"BROWNSVILLE, Tex. — For more than a year, the old Walmart along the Mexican border here has been a mystery to those driving by on the highway. In place of the supercenter’s trademark logo hangs a curious sign: “Casa Padre.”

But behind the sliding doors is a bustling city unto itself, equipped with classrooms, recreation centers and medical examination rooms. Casa Padre now houses more than 1,400 immigrant boys in federal custody. While most are teenagers who entered the United States alone, dozens of others — often younger — were forcibly separated from their parents at the border by a new Trump administration “zero tolerance” policy.

On Wednesday evening, for the first time since that policy was announced — and amid increased national interest after a U.S. senator, Oregon Democrat Jeff Merkley, was turned away — federal authorities allowed a small group of reporters to tour the secretive shelter, the largest of its kind in the nation.

Inside, where there was once a McDonald’s, cafeteria workers served chicken, vegetables and plastic fruit cups. In the former loading docks, children watched the animated movie “Moana,” dubbed in Spanish. In what used to be a garage, six young people played basketball.

“They used to do oil changes in here,” said Martin Hinojosa, director of compliance for Southwest Key Programs, the nonprofit group that runs Casa Padre under a federal contract."...

 

For full story, see:

https://www.washingtonpost.com/local/inside-casa-padre-the-converted-walmart-where-the-us-is-holding-nearly-1500-immigrant-children/2018/06/14/0cd65ce4-6eba-11e8-bd50-b80389a4e569_story.html 

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Red Flags Known and Overlooked With State Board Votes On San Jose Charter Schools

Red Flags Known and Overlooked With State Board Votes On San Jose Charter Schools | Charter Schools & "Choice": A Closer Look | Scoop.it

[Update 1/21/18]:


"The charter schools described below were approved by the California State Board of Education on January 19th, 2018 despite community opposition and district/county denials documenting serious red flags in their petitions.

 

Perseverance Prep was approved in full, and Promise Academy as a K-8. This is not the first time such flags have been overlooked with state level votes.  Analyses by In The Public Interest suggest a troubling track record of problematic approvals that have led (predictably) to closures.

 

For more on the financial roots of “Silicon Schools Fund” and “Innovate Schools,” both of which have heavily funded and promoted Perseverance, Promise, and other local charter chains, see this Walton keyword subset of posts from a larger collection documenting the harms of charter expansions. Consider also forwarding on to friends in San Francisco, where Innovate’s recruitment attempts have been ramping up recently and have been revealed here, here, here, and here. See additional links below."...

 

Full post at:

https://eduresearcher.com/2018/01/18/charter-red-flags/ 

 

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Harlem Renaissance Education Pipeline, NAACP, CEC5 Call for Charter School Moratorium and Other Education Reforms // Ed Notes Online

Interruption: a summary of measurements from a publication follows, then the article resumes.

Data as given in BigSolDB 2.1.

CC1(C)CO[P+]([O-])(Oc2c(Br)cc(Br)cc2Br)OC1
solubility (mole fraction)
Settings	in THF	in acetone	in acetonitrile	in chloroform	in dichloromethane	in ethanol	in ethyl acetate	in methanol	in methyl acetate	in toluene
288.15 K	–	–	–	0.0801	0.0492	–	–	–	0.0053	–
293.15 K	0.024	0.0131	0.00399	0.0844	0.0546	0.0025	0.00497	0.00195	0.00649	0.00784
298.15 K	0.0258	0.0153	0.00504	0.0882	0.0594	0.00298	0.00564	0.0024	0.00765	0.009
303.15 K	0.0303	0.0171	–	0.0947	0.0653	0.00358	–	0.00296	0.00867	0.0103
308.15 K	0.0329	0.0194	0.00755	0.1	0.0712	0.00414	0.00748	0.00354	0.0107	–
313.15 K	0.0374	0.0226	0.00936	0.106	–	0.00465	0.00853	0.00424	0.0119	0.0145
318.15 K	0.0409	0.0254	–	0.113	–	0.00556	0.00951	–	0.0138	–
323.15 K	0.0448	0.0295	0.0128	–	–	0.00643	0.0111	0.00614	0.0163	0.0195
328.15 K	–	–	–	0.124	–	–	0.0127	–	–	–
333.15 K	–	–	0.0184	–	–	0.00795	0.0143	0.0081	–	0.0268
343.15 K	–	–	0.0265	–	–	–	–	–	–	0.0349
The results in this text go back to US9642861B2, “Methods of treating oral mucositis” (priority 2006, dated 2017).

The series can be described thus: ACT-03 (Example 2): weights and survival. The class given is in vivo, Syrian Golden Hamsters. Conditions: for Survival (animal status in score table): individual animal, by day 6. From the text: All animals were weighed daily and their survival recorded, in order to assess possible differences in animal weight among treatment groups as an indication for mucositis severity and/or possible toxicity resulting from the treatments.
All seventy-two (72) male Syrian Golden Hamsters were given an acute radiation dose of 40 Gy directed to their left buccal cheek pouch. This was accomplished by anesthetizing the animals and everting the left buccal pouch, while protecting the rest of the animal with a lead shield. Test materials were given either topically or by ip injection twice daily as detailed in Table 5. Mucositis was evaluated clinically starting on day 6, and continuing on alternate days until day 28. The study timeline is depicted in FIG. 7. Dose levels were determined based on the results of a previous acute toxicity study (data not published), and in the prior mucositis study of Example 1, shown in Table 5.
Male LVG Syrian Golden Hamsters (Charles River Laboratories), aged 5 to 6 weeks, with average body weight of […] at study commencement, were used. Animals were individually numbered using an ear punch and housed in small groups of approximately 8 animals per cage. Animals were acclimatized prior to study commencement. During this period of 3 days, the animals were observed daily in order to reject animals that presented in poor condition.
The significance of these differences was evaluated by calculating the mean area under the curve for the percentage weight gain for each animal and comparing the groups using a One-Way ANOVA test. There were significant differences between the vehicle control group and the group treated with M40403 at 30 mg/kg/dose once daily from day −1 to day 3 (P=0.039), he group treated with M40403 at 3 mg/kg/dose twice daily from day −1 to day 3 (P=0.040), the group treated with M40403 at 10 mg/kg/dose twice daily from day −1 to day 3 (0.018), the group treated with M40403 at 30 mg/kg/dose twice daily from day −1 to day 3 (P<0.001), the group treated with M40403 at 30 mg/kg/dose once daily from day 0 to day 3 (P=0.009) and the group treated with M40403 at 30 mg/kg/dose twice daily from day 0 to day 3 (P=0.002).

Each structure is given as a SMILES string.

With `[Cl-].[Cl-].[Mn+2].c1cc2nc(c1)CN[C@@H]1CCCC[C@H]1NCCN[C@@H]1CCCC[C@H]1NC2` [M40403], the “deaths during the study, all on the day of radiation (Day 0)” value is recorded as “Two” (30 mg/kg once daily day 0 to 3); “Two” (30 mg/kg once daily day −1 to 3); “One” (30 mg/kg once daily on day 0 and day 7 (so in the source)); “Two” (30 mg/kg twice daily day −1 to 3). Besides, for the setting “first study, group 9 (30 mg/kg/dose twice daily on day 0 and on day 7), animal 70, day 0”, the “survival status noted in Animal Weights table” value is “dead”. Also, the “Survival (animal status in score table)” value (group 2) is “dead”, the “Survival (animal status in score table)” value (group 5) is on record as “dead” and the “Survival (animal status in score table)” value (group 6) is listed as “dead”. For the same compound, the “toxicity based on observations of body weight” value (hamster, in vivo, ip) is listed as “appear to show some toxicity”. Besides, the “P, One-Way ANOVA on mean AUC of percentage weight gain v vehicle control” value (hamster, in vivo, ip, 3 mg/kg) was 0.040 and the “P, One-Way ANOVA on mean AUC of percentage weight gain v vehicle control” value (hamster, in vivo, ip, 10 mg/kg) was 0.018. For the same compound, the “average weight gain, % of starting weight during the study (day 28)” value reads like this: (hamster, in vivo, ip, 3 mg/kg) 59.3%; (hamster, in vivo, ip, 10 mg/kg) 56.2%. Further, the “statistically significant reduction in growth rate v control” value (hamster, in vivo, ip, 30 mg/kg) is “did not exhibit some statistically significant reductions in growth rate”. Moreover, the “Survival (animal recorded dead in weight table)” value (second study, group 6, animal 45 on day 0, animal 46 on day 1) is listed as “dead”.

Harlem Renaissance Education Pipeline, NAACP, CEC5 Call for Charter School Moratorium and Other Education Reforms // Ed Notes Online | Charter Schools & "Choice": A Closer Look | Scoop.it

For main article, see 

https://ednotesonline.blogspot.com/2018/05/harlem-renaisance-ed-pipeline-naacp.html 

 

For related story, see also: 

https://nycpublicschoolparents.blogspot.com/2018/04/failure-of-mayoral-control-de-blasio.html 

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Educational Inequities in the New Orleans Charter School System // SCOPE Stanford Center for Opportunity Policy in Education 

To download above summary, please click title above or here: 
https://edpolicy.stanford.edu/sites/default/files/docsonly/scope-nola-infographic.pdf 

______________

For more on Stanford Center for Opportunity Policy in Education, please see link at bottom of post. [Selected quotes/links from research page are provided below]

 

"The New Orleans Experiment

New Orleans provides a model for examining the feasibility of a nearly 100% charter, market based system of schools. This is truly an education experiment on a grand scale, and because New Orleans’ system is unique, the nation is watching. How is it working?

A recent SCOPE study examines the New Orleans experiment in terms of the experiences of students and families managing their way through a portfolio of charter schools. Among many findings, the research shows that New Orleans reforms have created a set of schools that are highly stratified by race, class, and educational advantage, operating in a hierarchy that provides very different types of schools and to different types of children. While some have choice; others do not.

The report, “Whose Choice? Student Experiences and Outcomes in the New Orleans School Marketplace,” by Frank Adamson, Channa Cook-Harvey, and Linda Darling-Hammond, and a 12-page research brief are available for free download.

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When States Take Over School Districts, They Say It's About Academics. This Political Scientist Says It's About Race and Power // ChalkBeat

When States Take Over School Districts, They Say It's About Academics. This Political Scientist Says It's About Race and Power // ChalkBeat | Charter Schools & "Choice": A Closer Look | Scoop.it

https://www.chalkbeat.org/posts/us/2018/06/12/state-takeovers-book/ 

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“If you close all the public schools in your area, and you pop up two or three charter schools, what is the choice? You have no choice.” - Aliya Moore, Detroit parent and public school activist